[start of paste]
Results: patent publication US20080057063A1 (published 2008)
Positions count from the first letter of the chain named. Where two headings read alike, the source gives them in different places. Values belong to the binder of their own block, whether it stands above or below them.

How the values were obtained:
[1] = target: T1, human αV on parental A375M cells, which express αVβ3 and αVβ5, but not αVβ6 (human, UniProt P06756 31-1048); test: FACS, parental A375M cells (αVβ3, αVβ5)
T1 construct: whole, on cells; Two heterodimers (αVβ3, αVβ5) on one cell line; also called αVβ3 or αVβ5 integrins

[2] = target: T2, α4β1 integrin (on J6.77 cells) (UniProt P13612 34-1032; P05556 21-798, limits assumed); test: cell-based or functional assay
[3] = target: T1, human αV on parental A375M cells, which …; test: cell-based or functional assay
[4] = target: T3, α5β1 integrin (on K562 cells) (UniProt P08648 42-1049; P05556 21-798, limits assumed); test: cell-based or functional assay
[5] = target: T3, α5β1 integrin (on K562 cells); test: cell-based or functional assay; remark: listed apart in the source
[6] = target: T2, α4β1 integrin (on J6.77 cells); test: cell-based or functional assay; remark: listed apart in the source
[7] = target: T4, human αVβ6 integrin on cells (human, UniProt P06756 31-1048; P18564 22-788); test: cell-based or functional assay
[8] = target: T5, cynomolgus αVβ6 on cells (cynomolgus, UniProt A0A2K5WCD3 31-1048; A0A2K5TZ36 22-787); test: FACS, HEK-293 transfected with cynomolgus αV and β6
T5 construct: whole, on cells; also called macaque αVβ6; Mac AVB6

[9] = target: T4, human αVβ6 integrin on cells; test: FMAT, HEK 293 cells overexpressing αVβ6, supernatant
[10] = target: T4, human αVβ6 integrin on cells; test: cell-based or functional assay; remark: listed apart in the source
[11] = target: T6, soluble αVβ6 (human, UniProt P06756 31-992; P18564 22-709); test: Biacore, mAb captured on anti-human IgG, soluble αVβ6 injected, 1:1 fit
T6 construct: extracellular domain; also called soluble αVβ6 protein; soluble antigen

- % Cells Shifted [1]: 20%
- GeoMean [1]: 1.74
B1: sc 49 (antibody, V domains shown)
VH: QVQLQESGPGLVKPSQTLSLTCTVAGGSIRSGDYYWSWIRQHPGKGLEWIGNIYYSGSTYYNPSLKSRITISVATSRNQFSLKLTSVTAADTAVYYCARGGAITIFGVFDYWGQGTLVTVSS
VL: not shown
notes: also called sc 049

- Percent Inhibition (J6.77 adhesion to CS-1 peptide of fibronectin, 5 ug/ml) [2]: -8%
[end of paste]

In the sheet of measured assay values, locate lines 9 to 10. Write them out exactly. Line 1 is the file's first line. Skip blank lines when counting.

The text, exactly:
[5] = target: T3, α5β1 integrin (on K562 cells); test: cell-based or functional assay; remark: listed apart in the source
[6] = target: T2, α4β1 integrin (on J6.77 cells); test: cell-based or functional assay; remark: listed apart in the source